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Boeing’s 787 Prepares For First Test Flight

Airline passenger traffic is down, money for airlines to buy new planes is tight and aerospace giant Boeing has lost dozens of orders for its brand new 787. Still, with more than 850 orders for the jet, Boeing views the so-called "Dreamliner" as its plane of the future.

Now, roughly two years behind schedule, Boeing is about to begin flight-testing its newest jet, and a couple weeks ago, Boeing officials swung open the door to the 787 paint hangar and led a group of journalists inside.

Inside this massive hangar, workers were touching up the royal blue paint and installing wiring and other flight-test equipment on airplane No. 1.

The first flight is just a few weeks away, and Boeing has to prove to regulators and airline customers that the jet, designed to carry between 200 and 300 passengers on long international routes, will perform as advertised. All the computer simulations, modeling, component and ground testing, can only prove so much.

"Some of the conditions we will be testing will be normal conditions, but know, too, that we are also looking for those extreme conditions so that we know how to tell the airlines and our crews how to respond," says Barbara Cosgrove, Boeing's vice president of flight-test operations.

The pilots, for example, will deliberately stall the airplane and land in extreme crosswinds. Boeing's chief test pilot, Frank Santoni, says the crews will be ready.

"We actually dry-run most of the tests we do in the simulator, and now that the simulator is very robust and feels like the airplane," he says. "We are in there every day."

Using a total of six aircraft, Boeing plans to flight-test for eight or nine months — less time than usual. Some observers say the schedule is too tight and can't be met, but with the plane about two years behind schedule, the company is under enormous pressure to get this plane tested and into service.

A New Approach To Airplane Construction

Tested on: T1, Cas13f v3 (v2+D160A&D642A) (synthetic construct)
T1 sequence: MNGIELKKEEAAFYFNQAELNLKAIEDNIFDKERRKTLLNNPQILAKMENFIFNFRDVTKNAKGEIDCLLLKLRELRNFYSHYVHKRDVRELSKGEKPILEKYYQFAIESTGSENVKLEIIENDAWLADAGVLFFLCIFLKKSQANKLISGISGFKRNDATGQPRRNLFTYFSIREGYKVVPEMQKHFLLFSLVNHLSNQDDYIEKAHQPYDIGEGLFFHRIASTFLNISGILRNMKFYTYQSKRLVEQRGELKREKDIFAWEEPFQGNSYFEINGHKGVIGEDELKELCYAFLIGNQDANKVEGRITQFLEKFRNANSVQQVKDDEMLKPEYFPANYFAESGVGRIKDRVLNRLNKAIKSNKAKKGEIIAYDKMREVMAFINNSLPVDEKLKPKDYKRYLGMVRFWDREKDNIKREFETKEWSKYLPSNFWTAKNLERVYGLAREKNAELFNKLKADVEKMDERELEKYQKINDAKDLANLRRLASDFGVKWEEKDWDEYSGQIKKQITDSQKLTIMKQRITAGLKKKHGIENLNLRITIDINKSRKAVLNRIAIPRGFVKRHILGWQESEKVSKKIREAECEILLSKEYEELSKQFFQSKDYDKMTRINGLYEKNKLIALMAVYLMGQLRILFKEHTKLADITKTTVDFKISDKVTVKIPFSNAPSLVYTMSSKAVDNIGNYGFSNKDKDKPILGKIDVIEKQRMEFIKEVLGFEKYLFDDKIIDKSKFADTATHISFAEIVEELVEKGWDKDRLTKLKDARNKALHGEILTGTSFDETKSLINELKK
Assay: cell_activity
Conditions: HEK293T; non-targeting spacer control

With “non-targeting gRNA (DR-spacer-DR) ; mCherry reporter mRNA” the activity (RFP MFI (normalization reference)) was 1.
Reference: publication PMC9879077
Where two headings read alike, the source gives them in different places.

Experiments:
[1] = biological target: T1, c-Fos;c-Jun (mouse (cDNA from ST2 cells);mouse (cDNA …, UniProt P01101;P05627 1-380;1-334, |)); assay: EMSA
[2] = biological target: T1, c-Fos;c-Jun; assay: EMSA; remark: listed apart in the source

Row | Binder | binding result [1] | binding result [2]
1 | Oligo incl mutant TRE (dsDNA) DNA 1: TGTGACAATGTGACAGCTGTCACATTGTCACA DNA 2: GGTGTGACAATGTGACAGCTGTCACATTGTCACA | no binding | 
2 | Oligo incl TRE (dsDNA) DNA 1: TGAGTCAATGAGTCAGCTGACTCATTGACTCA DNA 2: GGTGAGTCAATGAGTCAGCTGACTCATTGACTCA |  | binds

The problems and delays on the 787 stem primarily from Boeing's radical new approach to making airplanes.

Inside Boeing's factory where the 747 jumbo jet is made, mechanics still rivet pieces of the plane together. But there's no riveting on Boeing's 787 assembly line — there's no need for it. Most of the major parts, explains Boeing's Robt Noble are not made by Boeing — and they arrive at the factory pre-assembled.

Boeing workers take the sections — which arrive from places as far away as Japan, Italy, France and Sweden — and fit them together like a giant and very sophisticated erector set. Many of the pieces are made from composite materials, and the company's goal is to produce each plane in just three days.

But that goal won't be achieved for some time, and aviation analyst Scott Hamilton says the 787 is only one of a number of Boeing programs behind schedule.

"Boeing has to demonstrate that it's got its whole system back on track — design, production, assembly — the 787 gets all the headlines, but these other programs have problems, too," Hamilton says.

But for the moment at least, all eyes will be on the 787 as it flies for the first time in June, and Boeing test pilot Frank Santoni will be among those cheering.

"It's like the whole company takes off at the same time. It's not just the pilots — they are taking the whole company with them," Santoni says. "You know we don't do first, new airplanes every day, and it's got the potential to be one of the biggest successes we ever had."

To a large degree, Boeing's future is riding with this airplane — Boeing puts the value of the 861 orders now on its books at $144 billion. If those planes are delivered, the Dreamliner could become the blockbuster Boeing is betting on.

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